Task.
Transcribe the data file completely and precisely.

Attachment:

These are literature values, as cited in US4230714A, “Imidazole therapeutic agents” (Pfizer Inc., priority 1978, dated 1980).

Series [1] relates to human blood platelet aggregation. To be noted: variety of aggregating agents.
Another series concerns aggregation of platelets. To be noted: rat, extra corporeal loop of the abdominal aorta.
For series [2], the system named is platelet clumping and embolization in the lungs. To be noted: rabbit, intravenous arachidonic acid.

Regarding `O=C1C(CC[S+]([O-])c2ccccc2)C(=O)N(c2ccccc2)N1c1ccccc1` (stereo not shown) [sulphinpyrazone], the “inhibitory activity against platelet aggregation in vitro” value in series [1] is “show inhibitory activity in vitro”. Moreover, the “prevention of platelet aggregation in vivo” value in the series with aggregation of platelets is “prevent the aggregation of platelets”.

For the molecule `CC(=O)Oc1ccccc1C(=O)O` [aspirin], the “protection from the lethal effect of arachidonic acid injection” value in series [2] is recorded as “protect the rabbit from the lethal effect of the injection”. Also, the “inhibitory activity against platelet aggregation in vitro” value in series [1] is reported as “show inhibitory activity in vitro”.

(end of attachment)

These are literature values, as cited in US4230714A, “Imidazole therapeutic agents” (Pfizer Inc., priority 1978, dated 1980).

Series [1] relates to human blood platelet aggregation. To be noted: variety of aggregating agents.
Another series concerns aggregation of platelets. To be noted: rat, extra corporeal loop of the abdominal aorta.
For series [2], the system named is platelet clumping and embolization in the lungs. To be noted: rabbit, intravenous arachidonic acid.

Regarding `O=C1C(CC[S+]([O-])c2ccccc2)C(=O)N(c2ccccc2)N1c1ccccc1` (stereo not shown) [sulphinpyrazone], the “inhibitory activity against platelet aggregation in vitro” value in series [1] is “show inhibitory activity in vitro”. Moreover, the “prevention of platelet aggregation in vivo” value in the series with aggregation of platelets is “prevent the aggregation of platelets”.

For the molecule `CC(=O)Oc1ccccc1C(=O)O` [aspirin], the “protection from the lethal effect of arachidonic acid injection” value in series [2] is recorded as “protect the rabbit from the lethal effect of the injection”. Also, the “inhibitory activity against platelet aggregation in vitro” value in series [1] is reported as “show inhibitory activity in vitro”.